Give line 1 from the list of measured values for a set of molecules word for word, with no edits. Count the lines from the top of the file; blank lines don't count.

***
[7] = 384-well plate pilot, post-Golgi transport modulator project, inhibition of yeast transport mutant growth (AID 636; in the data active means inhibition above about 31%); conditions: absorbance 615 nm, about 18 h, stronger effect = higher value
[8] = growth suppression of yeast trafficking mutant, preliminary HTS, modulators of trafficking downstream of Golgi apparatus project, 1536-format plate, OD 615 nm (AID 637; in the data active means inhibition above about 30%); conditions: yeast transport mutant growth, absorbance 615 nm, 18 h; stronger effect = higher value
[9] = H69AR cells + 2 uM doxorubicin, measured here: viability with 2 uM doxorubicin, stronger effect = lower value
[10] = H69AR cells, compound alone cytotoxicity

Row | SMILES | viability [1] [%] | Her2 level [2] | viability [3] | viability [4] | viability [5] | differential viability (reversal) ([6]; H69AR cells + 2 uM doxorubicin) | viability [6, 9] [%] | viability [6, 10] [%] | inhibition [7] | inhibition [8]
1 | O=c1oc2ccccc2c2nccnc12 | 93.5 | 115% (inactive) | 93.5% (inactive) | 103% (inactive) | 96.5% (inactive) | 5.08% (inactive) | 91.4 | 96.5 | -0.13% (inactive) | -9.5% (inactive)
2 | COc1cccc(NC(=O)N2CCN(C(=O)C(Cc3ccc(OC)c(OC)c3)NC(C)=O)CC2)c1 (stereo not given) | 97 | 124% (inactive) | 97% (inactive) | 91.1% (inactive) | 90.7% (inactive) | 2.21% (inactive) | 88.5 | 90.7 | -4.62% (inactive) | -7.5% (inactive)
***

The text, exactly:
[7] = 384-well plate pilot, post-Golgi transport modulator project, inhibition of yeast transport mutant growth (AID 636; in the data active means inhibition above about 31%); conditions: absorbance 615 nm, about 18 h, stronger effect = higher value